Here’s how to be the best version of yourself in your relationship.
By Amanda Green
Last updated on Sep 28, 2023
Photo: Strelciuc Dumitru | Canva
There’s a reason people talk about “letting themselves go” in long-term relationships. It happens — and your physical appearance isn’t even the worst part.
We start dating with the best intentions, taking care to be our best selves. Then we get comfortable and complacent. You can blame your partner (“You love me too much just the way I am!”) or you can commit to making sure you keep working to earn that long-term affection.
The good news? You already know how to do it. It’s probably what you did when you first started dating, the course of action that sealed the deal.
Here are 10 ways to put your best foot forward in your relationship, according to experts:
1. Don’t expect your partner to be the sole source of your happiness
YourTango polled 700+ readers about what makes them feel attractive and confident, and how this affects their love lives. Ninety percent said that feeling attractive influences their relationship happiness, and 89 percent agreed that a lack of confidence in one or both partners is bound to cause problems for a couple.
But the key to healthy self-esteem isn’t to ensure your main squeeze compliments you on a daily basis — it’s doing the things you need to do to feel attractive and confident, like eating right and exercising, which our respondents listed as the #1 way to feel confident.
2. Ask questions
In the early days of a relationship, asking questions shows a genuine interest in getting to know someone. And that interest doesn’t need to change months or years later.
You can’t possibly know everything about your partner — he’s a work in progress! Ruthann McCaffree, a life transition coach and the author of the book Suddenly Single: A Guide for Rediscovering Life After Tragic Loss, says, “Stay interested in each other by asking questions beyond ‘What did you do today?’ Try ‘What was the best part of your day? Why?'”
3. Don’t take relationship baggage out on a new partner
You’ve been hurt before. Newsflash: So has everyone else. It doesn’t mean that you’ve figured out how all men or women work. You learned the hard way about one person whom you aren’t dating anymore. Don’t inadvertently punish a new partner for something someone else did.
4. Show and tell
People want to hear “I love you,” but they also want actions to speak louder than words. Is it cliche? Sure. But it’s what we crave from the people we love because we know how difficult it can be to give, especially when — to use another cliche — the going gets tough. Make the effort. Take those actions you would want your partner to do for you.
5. Be the partner you want
Speaking of show and tell, you can tell your partner how you’d like to be treated, but it’s much more effective to model what you want. You’ll also be able to take what you dish out. In fact, you’ll want to.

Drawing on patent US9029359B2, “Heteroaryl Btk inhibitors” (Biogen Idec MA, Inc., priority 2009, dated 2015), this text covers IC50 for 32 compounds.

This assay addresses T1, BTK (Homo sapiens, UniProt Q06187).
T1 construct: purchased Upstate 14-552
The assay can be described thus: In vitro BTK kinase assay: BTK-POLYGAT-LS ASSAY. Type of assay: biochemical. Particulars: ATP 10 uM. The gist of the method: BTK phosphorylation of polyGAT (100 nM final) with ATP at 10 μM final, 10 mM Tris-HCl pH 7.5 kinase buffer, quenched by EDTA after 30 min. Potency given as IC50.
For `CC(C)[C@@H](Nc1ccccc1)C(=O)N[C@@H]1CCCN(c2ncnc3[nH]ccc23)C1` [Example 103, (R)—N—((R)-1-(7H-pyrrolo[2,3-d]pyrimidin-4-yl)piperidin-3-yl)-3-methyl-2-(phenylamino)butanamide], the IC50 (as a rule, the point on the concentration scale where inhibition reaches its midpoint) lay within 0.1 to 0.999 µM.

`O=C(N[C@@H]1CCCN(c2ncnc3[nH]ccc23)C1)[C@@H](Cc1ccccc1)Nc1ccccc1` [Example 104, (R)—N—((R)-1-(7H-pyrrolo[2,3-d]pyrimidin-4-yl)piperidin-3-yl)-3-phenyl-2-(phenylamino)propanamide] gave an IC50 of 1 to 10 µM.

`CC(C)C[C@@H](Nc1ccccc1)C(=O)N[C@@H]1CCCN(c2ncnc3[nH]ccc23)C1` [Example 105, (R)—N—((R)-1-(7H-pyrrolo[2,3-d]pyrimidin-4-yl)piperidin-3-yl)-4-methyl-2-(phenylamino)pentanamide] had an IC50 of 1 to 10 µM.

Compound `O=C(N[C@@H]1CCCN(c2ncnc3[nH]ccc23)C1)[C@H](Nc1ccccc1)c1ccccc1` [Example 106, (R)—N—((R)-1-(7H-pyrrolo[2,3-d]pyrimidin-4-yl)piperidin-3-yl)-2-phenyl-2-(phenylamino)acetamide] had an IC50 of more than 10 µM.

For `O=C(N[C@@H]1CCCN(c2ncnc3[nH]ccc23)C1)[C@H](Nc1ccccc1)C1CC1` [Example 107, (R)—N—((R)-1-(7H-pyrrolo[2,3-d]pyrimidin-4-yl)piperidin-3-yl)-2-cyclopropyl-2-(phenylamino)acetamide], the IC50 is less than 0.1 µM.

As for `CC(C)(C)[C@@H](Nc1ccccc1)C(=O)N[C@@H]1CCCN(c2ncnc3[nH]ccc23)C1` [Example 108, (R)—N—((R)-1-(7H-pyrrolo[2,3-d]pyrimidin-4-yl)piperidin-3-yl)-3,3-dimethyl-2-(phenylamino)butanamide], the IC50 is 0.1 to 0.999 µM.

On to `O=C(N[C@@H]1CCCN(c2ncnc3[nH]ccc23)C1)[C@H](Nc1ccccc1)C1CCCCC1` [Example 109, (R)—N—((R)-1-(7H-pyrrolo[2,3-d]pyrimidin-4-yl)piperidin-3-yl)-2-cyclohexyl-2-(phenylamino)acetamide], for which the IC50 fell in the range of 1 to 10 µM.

6. Practice fighting
If you’re going to be together, you’re going to fight. There’s no way around it. Practice safe and healthy communication when disagreeing, even about small issues. It’ll come in handy in more challenging moments. “Partnership is a high-skills activity,” says YourTango expert Dr. Susan Heitler, a clinical psychologist and founder of the interactive learning website, Power Of Two Marriage. “If you don’t have the skills, you’re likely to get hurt.”
7. Spend time apart
In a relationship, me time is just as important as we time. A partner isn’t supposed to be a shadow. He or she is a separate person who needs to be happy as an individual, as well as part of a romantic union. Time apart cultivating your own passions and interests sustains mystery and gives you something to talk about. It also helps you maintain strong relationships with family and friends.
8. Be interested
Shared values and interests are important in a long-term relationship, though you can’t possibly have the exact same tastes as your partner. But be interested. Support your partner’s hobbies, at the very least, by trying to know what he or she gets out of them. Don’t dismiss them as a waste of time, and don’t try to replace them. You can’t be the only source of someone’s happiness.
9. Say “yes” more than “no”
Everyone knows that it’s important to set a positive tone at the beginning of a relationship. Don’t stop making that effort just because you’re comfortable. Accommodate your partner when you can, even if it’s something as simple as agreeing to watch the movie he wants to see. Doesn’t he deserve it even more after proving himself over time?
10. Pursue new experiences together
In the same survey, respondents ranked “trying new things together” as the #1 way to stave off complacency in a long-term relationship. Novelty rules — and not just in the bedroom. Try new activities, foods, music, etc. as a couple. You’ll “meet” new versions of each other, no matter how long you’ve been together.
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Amanda Green is a writer with experience in copywriting, branded content, social media, and editorial.